Somewhat ironically for the Court which decided the Mabo case, the majority Justices piously opined that the doctrine of precedent precluded a general re-opening by the Court of the whole question of the interpretation of section 90. The only crumb of comfort for the States was that the majority declined to countenance the final extinction of the franchise fees anomaly, which had been clinging precariously to constitutional life ever since the discarding of the criterion of liability test in Hematite.

As an exercise in logic (legal or otherwise), the judgment of the majority in Capital Duplicators is profoundly unconvincing. In particular, its purported identification of a grand historical design behind section 90 simply does not hold water. No attempt is made by the majority to provide actual historical evidence of this design, one would suggest for the very basic reason that none is available. Moreover, even were one inclined, in defiance of all available data, to accept that section 90 was indeed intended to serve as the constitutional flagship of the Commonwealth's internal economic policy, one would need to base that acceptance upon the supposition that the drafters of the Constitution were economically illiterate to an extent uncommon even among lawyers.

This follows from the fact that only an economic simpleton could suppose that the mere granting to the Commonwealth of power over duties of excise could possibly give it, in the words of the majority, "effective control over economic policy affecting the supply of goods and services throughout the Commonwealth." So long as the States maintain their ability to impose a host of other charges which ultimately will affect the price of goods, such as pay-roll tax and land tax (to name just two), as well as their general legislative capacity which can be utilized to influence the production, supply and distribution of goods in a myriad of different ways, the "effective control" expounded by the majority is sheer fantasy.

In terms of practical federal economics, the majority judgment displays no awareness of (or at least no interest in) the fact that the interpretation of section 90 which it propounds involves the continuation of major difficulties in the field of federal finance. The most that the majority are prepared to venture in this direction is the grudging concession that the franchise exemption, while clearly anomalous, should not be disturbed. Similarly unimpressive from both a legal and an economic point of view is the majority's definition of an excise as a tax which enters into the price of goods. If this ridiculously wide definition is correct, it follows that a vast range of implausible taxes with little or no real connection with goods, but which undoubtedly are passed on to consumers in the form of increased costs for goods, are excises. Such taxes presumably would include pay-roll tax, some stamp duties and even potentially workers' compensation levies, none of which could conceivably be regarded as constituting an excise according to any accepted historical, economic or legal understanding of the term. The minority judgments in Capital Duplicators are those of Dawson J., and of Toohey and Gaudron JJ. There are differences of emphasis and expression between the two judgments, but as they are essentially to the same effect, they will be treated here together.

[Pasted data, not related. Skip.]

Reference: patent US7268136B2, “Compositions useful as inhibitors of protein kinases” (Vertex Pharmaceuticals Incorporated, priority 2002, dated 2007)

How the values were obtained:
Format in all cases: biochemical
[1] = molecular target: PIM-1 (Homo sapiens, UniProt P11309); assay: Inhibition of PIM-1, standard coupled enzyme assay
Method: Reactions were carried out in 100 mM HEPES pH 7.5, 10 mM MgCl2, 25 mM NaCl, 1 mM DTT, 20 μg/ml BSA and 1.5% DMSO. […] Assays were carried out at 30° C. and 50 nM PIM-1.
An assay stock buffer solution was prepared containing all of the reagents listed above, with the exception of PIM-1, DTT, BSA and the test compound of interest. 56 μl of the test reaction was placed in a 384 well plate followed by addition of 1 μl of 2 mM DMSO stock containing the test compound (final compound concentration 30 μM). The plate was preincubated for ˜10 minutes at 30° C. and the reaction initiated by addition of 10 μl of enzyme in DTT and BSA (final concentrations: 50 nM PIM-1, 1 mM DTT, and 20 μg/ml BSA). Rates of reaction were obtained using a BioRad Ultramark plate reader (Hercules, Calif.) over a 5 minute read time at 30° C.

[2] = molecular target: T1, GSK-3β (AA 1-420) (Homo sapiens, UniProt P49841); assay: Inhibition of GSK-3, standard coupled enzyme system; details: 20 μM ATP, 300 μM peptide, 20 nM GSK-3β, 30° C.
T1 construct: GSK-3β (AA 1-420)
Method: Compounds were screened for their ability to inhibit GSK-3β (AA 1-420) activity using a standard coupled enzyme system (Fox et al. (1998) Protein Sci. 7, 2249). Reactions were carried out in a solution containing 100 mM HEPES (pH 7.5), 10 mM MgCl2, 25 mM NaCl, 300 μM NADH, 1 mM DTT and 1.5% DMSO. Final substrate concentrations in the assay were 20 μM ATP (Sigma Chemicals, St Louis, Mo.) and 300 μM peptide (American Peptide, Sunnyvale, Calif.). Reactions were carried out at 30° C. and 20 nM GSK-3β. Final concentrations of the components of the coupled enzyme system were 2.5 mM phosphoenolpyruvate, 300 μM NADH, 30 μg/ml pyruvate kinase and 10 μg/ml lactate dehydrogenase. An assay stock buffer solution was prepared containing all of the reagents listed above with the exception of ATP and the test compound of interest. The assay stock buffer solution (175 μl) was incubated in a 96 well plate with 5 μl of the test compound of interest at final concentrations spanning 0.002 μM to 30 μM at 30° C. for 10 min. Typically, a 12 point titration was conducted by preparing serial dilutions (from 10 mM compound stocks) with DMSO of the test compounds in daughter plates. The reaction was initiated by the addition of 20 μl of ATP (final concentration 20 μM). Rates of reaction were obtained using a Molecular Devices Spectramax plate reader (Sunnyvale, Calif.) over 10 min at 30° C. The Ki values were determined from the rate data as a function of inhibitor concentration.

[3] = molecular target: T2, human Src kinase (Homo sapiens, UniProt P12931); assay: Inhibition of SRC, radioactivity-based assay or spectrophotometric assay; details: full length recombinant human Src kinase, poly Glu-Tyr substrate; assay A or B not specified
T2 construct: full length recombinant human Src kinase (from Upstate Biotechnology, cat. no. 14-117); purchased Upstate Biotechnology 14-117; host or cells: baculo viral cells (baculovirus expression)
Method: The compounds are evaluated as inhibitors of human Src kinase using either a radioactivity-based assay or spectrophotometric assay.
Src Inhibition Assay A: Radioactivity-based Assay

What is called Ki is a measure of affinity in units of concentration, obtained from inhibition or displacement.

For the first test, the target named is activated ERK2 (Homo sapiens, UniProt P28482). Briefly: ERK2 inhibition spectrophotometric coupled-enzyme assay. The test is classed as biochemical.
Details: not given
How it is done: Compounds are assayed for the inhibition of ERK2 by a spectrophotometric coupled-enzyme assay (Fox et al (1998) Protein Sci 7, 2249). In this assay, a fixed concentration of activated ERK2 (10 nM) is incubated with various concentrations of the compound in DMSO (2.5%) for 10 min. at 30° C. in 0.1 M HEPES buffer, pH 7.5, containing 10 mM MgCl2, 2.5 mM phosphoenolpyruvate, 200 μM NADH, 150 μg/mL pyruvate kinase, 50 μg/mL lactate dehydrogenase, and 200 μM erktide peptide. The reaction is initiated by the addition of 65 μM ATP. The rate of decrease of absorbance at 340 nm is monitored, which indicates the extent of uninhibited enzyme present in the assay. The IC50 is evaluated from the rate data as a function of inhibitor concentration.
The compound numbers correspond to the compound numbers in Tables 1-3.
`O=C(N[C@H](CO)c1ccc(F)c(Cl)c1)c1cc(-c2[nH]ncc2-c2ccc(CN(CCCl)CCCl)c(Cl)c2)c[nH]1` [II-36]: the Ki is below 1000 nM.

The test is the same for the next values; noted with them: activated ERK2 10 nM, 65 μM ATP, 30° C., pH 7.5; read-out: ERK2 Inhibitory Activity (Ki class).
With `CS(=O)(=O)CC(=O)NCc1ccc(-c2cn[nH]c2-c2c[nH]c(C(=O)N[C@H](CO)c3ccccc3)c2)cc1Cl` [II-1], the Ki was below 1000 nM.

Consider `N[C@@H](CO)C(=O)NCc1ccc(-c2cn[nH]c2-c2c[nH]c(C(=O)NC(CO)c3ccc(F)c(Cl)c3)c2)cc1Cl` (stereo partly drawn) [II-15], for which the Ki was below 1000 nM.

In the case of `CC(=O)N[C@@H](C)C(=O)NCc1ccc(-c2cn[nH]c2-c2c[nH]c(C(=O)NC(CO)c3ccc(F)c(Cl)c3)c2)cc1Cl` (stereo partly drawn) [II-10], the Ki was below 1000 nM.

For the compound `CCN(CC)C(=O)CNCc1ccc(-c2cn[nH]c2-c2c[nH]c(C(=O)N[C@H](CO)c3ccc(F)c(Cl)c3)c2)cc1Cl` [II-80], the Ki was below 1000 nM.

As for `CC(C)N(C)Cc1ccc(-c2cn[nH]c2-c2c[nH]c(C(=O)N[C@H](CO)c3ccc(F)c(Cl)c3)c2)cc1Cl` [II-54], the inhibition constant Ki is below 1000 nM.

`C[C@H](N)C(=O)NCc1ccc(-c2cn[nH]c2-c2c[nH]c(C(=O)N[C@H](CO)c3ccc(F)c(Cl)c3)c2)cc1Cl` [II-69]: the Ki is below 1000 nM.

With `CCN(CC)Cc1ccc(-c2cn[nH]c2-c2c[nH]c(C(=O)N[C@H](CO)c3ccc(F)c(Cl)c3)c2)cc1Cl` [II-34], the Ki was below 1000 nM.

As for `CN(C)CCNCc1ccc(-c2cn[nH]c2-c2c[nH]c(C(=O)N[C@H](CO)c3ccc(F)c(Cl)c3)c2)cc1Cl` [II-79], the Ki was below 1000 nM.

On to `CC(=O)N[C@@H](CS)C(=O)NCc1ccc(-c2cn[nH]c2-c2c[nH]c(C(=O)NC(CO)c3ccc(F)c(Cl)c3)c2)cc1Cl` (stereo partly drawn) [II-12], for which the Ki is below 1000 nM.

Both judgments proceed directly from an identification of the historical purpose behind section 90. Consequently, each is vitally concerned to interpret section 90 in light of that purpose, and to accord to the section an operation that is consistent with the object of the Founders in including it in the Constitution. The purpose identified by each of the minority judges is that referred to previously as constituting the most historically plausible explanation for the appearance of section 90 in Chapter IV of the Constitution; namely, that section 90 was intended to prevent a State from undermining the federal tariff by imposing a discriminatory tax upon locally produced goods, thus cancelling out the protective effect of the tariff.

For the minority judges in Capital Duplicators, it followed inevitably from this that an excise for the purpose of section 90 was not constituted by a tax which merely entered into the ultimate price of goods. Instead, the only tax which would answer the description of an excise within the meaning of that section would be one which discriminated between locally and externally produced goods. All three judges comprising the minority seem to have accepted that the question of whether a tax did discriminate against local goods would be a matter of substance rather than legal form.